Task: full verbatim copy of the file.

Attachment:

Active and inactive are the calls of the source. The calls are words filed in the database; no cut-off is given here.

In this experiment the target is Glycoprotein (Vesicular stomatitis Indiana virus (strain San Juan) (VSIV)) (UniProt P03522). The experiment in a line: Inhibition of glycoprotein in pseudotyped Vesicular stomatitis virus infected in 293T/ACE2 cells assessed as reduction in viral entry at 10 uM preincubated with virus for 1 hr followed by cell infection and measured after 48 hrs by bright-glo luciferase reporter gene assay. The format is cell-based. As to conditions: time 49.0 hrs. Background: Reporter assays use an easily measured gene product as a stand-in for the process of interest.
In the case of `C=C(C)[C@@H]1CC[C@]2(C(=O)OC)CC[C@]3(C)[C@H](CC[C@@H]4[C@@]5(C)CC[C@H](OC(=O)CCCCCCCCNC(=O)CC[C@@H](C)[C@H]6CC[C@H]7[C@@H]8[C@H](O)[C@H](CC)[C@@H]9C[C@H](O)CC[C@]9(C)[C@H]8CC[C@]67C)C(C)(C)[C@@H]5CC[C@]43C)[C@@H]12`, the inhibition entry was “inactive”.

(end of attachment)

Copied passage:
Active and inactive are the calls of the source. The calls are words filed in the database; no cut-off is given here.

In this experiment the target is Glycoprotein (Vesicular stomatitis Indiana virus (strain San Juan) (VSIV)) (UniProt P03522). The experiment in a line: Inhibition of glycoprotein in pseudotyped Vesicular stomatitis virus infected in 293T/ACE2 cells assessed as reduction in viral entry at 10 uM preincubated with virus for 1 hr followed by cell infection and measured after 48 hrs by bright-glo luciferase reporter gene assay. The format is cell-based. As to conditions: time 49.0 hrs. Background: Reporter assays use an easily measured gene product as a stand-in for the process of interest.
In the case of `C=C(C)[C@@H]1CC[C@]2(C(=O)OC)CC[C@]3(C)[C@H](CC[C@@H]4[C@@]5(C)CC[C@H](OC(=O)CCCCCCCCNC(=O)CC[C@@H](C)[C@H]6CC[C@H]7[C@@H]8[C@H](O)[C@H](CC)[C@@H]9C[C@H](O)CC[C@]9(C)[C@H]8CC[C@]67C)C(C)(C)[C@@H]5CC[C@]43C)[C@@H]12`, the inhibition entry was “inactive”.